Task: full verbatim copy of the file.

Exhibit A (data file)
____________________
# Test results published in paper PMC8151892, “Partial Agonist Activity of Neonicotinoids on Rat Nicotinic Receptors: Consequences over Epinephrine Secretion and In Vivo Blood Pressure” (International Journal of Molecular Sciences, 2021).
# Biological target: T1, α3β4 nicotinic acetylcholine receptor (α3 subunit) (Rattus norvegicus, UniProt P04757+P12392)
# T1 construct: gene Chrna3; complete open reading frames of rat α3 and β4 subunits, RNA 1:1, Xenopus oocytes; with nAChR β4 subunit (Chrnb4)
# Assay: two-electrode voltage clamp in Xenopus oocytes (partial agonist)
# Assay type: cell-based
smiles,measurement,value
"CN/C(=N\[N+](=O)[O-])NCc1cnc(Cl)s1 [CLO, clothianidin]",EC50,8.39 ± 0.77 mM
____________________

# Test results published in paper PMC8151892, “Partial Agonist Activity of Neonicotinoids on Rat Nicotinic Receptors: Consequences over Epinephrine Secretion and In Vivo Blood Pressure” (International Journal of Molecular Sciences, 2021).
# Biological target: T1, α3β4 nicotinic acetylcholine receptor (α3 subunit) (Rattus norvegicus, UniProt P04757+P12392)
# T1 construct: gene Chrna3; complete open reading frames of rat α3 and β4 subunits, RNA 1:1, Xenopus oocytes; with nAChR β4 subunit (Chrnb4)
# Assay: two-electrode voltage clamp in Xenopus oocytes (partial agonist)
# Assay type: cell-based
smiles,measurement,value
"CN/C(=N\[N+](=O)[O-])NCc1cnc(Cl)s1 [CLO, clothianidin]",EC50,8.39 ± 0.77 mM